NEW RICHMOND -- New Richmond and Town of Richmond lost another round in the struggle with Canadian National Railway and its plans for an intermodal station.

On Wednesday, July 1, Administrative Law Judge David Albino denied a motion brought jointly by the city and township to strike the April 28, 2020, traffic impact analysis submitted by Wisconsin Central Ltd as an exhibit in their petition before the Office of the Commissioner of Railroads to relocate 105th Street (apps.psc.wi.gov/vs2015/ERF_search9164&CASE=RX&SEQ=914).

It is the latest setback in a prolonged legal battle between the two municipalities and WCL, a CN subsidiary, over an autoport/intermodal transit facility. CN is attempting to build in the township just outside the city limits.

The motion also asked the judge to stay all proceedings in the ongoing case until a corrected TIA can be produced by WCL.

The judge appears to have denied the motion based on a procedural matter.

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“The municipalities devoted considerable time to challenging the TIA but raised no objections to it prior to, or during the hearing. Failure of a party to object on the record to admission of any evidence shall be deemed a waiver of that objection. Wis. Stat. § RR 1.06(3) (1996)," he wrote.

The judge also ruled against staying the proceedings going forward.

A lengthy portion of a June 9 hearing before Albino was dedicated to a debate over the facts underlying the existing TIA and subsequent validity of the analysis’ conclusions.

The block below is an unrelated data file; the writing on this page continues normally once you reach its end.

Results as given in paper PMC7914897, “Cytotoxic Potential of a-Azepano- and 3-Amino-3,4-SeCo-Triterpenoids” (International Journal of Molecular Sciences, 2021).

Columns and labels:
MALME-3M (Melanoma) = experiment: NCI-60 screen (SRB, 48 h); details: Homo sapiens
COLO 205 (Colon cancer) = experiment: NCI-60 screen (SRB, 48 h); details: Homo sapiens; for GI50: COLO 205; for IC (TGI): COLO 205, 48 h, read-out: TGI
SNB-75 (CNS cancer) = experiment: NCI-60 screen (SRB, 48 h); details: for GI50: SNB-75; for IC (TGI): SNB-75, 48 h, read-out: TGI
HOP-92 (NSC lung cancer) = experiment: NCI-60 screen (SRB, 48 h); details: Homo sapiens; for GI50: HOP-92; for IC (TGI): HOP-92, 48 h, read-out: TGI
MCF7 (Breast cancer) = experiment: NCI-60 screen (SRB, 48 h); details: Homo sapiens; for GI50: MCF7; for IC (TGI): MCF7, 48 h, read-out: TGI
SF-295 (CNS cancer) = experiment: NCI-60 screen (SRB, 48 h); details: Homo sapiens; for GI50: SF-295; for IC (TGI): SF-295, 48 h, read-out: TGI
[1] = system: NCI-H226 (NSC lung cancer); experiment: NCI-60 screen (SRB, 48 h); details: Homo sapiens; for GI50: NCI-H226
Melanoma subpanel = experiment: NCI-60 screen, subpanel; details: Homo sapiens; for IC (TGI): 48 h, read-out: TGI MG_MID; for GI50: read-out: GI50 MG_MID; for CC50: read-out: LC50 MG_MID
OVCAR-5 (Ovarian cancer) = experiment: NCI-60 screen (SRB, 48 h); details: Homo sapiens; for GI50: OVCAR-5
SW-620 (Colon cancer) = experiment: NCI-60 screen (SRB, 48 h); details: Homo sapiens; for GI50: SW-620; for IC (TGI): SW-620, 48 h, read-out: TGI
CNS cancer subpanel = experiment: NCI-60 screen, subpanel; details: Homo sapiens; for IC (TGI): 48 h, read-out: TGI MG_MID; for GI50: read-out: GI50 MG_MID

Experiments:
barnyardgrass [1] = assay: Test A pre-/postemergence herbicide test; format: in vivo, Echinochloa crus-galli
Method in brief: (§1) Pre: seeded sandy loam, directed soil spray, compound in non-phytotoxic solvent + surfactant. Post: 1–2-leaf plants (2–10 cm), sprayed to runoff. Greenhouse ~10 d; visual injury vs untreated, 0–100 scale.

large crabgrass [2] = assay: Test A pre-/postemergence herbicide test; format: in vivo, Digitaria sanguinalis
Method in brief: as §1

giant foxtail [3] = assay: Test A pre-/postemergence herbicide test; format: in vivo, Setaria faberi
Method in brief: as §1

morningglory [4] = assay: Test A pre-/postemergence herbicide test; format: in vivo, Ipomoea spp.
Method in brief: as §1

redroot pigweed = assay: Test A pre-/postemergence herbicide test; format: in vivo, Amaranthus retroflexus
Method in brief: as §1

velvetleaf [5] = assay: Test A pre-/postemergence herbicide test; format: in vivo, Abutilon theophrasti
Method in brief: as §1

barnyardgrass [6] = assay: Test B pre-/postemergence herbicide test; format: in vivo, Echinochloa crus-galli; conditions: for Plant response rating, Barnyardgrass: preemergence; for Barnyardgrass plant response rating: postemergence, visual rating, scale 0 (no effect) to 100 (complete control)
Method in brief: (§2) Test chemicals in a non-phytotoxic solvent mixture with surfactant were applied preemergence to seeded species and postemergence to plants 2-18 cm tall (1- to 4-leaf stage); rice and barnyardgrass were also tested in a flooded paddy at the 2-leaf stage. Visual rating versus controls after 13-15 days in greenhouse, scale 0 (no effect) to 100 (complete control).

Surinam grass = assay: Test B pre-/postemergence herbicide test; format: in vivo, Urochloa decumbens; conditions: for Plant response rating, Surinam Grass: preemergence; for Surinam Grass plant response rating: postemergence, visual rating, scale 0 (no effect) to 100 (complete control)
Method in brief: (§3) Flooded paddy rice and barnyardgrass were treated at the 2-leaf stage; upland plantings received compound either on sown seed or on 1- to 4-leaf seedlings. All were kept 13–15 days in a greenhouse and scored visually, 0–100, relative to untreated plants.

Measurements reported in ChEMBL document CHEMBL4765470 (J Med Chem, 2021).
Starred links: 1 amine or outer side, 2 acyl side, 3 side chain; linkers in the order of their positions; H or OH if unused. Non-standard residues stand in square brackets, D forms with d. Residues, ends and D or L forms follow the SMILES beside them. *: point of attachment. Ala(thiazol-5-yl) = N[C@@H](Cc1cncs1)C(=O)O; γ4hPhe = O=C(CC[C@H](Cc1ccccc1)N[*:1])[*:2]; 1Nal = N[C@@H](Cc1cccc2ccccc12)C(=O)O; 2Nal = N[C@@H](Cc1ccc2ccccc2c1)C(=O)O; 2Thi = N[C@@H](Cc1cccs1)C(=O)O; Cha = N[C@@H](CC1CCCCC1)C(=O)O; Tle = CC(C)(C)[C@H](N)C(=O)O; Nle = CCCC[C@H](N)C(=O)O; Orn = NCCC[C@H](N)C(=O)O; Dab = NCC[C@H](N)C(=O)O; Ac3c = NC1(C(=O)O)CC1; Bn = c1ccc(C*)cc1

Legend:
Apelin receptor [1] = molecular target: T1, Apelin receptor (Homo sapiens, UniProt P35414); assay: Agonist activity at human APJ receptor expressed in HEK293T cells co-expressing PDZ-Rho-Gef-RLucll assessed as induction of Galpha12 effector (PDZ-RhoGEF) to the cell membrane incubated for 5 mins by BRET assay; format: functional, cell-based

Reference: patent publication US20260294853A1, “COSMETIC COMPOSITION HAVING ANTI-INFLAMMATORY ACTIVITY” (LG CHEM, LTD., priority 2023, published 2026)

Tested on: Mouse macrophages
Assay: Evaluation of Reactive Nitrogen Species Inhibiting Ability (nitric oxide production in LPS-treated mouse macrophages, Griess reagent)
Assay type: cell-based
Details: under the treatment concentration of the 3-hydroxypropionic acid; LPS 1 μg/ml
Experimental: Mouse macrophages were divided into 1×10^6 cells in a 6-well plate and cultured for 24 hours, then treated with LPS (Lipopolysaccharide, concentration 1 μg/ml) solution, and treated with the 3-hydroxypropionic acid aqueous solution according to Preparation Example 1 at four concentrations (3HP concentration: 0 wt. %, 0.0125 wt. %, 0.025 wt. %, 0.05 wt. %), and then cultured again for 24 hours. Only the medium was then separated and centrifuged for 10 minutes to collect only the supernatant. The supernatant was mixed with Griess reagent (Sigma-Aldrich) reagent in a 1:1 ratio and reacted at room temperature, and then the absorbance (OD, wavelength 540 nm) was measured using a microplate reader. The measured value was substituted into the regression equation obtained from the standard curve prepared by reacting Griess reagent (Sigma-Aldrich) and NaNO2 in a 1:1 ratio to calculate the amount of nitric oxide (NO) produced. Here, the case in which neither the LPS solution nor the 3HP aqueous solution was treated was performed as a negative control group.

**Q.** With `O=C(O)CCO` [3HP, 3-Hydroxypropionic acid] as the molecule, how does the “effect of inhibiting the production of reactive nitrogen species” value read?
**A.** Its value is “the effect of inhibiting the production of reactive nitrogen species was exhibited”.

The cornerstone of WCL’s argument, based primarily on the April 28 TIA, is that heavy truck traffic will only be arriving from and proceeding to the west of its proposed facility via State Highway 64 thereby avoiding routes that would take truck traffic through or around New Richmond and multiple other routes through the township.

The city and town both dispute that conclusion, arguing the existing TIA was too limited in scope and never accounted for the intermodal capacity introduced after the TIA for only the autoport was completed..

At stake is who should bear the financial burden for reconstructing and maintaining those roads and, depending on which routes truly are affected by the increased truck traffic, how to best relocate 105th Street to service the railroad facility without negatively impacting local traffic and emergency services access all while still protecting public safety.

The deadline for parties to submit briefs on the question of the OCR’s jurisdiction to relocate 105th Street closed on June 30. How long before the law judge rules on that question is anyone’s guess.